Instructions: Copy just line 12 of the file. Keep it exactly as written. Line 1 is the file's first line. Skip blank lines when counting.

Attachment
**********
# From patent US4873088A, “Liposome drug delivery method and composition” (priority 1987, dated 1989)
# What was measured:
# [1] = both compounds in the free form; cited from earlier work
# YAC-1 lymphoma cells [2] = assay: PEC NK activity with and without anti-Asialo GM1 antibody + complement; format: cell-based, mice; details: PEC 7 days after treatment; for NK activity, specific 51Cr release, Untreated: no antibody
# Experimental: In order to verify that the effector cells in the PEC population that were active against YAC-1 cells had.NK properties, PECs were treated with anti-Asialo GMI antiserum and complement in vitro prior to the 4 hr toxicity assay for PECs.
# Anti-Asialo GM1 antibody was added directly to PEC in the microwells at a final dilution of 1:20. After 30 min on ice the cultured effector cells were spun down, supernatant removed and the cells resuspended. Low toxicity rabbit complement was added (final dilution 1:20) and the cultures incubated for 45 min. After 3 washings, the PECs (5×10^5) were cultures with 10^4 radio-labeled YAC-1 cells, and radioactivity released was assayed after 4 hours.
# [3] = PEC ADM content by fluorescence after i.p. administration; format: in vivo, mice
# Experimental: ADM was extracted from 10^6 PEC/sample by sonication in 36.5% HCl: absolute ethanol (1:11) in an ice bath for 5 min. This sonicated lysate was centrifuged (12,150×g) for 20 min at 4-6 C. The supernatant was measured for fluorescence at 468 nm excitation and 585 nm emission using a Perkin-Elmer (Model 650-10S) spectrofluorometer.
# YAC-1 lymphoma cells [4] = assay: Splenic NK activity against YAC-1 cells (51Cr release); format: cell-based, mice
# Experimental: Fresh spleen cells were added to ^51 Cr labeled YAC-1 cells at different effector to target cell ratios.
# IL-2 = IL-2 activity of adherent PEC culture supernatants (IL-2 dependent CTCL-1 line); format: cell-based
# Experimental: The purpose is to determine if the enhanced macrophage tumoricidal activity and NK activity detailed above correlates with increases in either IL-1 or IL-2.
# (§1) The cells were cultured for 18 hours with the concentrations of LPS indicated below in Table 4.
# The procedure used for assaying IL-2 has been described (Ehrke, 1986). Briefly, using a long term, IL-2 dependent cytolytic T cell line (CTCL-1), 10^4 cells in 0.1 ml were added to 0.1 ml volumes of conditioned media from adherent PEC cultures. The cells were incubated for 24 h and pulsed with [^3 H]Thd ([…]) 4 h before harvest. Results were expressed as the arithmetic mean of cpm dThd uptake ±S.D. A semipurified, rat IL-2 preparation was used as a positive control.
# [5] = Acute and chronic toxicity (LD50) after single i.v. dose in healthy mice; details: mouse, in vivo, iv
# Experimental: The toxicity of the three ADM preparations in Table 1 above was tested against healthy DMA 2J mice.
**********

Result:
# Experimental: The purpose is to determine if the enhanced macrophage tumoricidal activity and NK activity detailed above correlates with increases in either IL-1 or IL-2.